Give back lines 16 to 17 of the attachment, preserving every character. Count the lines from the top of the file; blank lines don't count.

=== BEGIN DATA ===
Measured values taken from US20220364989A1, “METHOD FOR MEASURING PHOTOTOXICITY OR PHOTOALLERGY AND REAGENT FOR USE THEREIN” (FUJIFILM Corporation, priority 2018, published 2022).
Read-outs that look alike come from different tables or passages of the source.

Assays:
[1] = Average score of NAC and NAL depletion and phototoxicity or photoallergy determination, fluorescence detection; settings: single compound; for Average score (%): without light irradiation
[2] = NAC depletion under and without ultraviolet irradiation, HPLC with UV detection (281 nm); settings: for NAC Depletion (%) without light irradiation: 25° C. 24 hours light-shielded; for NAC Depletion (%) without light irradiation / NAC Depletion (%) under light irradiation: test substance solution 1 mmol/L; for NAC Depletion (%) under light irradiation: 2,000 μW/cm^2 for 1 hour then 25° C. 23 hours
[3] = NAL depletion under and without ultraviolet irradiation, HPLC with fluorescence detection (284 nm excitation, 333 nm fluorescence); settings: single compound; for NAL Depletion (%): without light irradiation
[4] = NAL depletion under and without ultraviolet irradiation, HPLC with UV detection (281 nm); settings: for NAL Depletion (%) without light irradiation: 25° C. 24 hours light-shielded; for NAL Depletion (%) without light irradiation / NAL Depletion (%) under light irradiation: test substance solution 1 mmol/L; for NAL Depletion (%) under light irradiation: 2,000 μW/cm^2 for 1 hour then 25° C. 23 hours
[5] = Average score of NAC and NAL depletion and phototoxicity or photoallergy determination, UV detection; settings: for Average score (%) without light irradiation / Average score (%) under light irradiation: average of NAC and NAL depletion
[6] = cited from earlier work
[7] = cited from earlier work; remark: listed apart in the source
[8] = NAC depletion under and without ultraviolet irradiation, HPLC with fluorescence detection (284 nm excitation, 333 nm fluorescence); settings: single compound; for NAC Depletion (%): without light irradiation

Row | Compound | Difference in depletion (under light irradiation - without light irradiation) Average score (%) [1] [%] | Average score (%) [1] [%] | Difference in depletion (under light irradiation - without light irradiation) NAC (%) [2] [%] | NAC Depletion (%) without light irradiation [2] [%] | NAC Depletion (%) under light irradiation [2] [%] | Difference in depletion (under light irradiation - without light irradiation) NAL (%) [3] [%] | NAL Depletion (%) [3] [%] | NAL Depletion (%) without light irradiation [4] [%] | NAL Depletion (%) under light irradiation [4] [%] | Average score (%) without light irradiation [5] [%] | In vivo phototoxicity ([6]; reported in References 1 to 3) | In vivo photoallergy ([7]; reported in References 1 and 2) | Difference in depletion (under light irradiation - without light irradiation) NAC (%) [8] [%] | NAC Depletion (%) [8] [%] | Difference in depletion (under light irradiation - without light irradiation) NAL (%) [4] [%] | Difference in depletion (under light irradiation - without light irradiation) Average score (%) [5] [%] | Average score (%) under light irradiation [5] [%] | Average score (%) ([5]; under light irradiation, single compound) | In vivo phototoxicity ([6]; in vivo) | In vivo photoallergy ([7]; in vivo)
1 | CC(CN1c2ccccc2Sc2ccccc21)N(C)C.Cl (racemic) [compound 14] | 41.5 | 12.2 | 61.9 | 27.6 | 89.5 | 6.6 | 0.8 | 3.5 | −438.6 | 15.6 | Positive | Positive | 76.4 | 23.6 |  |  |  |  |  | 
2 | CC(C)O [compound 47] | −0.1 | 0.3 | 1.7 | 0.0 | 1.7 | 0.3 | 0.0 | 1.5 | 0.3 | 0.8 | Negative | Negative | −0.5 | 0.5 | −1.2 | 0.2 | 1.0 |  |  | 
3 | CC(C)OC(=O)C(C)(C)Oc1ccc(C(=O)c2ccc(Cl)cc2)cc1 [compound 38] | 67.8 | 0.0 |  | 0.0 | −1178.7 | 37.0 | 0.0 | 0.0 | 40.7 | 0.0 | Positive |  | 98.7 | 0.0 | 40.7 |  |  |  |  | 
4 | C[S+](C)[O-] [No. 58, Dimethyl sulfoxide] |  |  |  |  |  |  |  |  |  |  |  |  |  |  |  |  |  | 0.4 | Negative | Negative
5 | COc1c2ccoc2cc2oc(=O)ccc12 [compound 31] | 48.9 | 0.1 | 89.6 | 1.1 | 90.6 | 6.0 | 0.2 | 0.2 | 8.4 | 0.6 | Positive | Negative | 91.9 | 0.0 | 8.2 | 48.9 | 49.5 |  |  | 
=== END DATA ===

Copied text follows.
4 | C[S+](C)[O-] [No. 58, Dimethyl sulfoxide] |  |  |  |  |  |  |  |  |  |  |  |  |  |  |  |  |  | 0.4 | Negative | Negative
5 | COc1c2ccoc2cc2oc(=O)ccc12 [compound 31] | 48.9 | 0.1 | 89.6 | 1.1 | 90.6 | 6.0 | 0.2 | 0.2 | 8.4 | 0.6 | Positive | Negative | 91.9 | 0.0 | 8.2 | 48.9 | 49.5 |  |  | 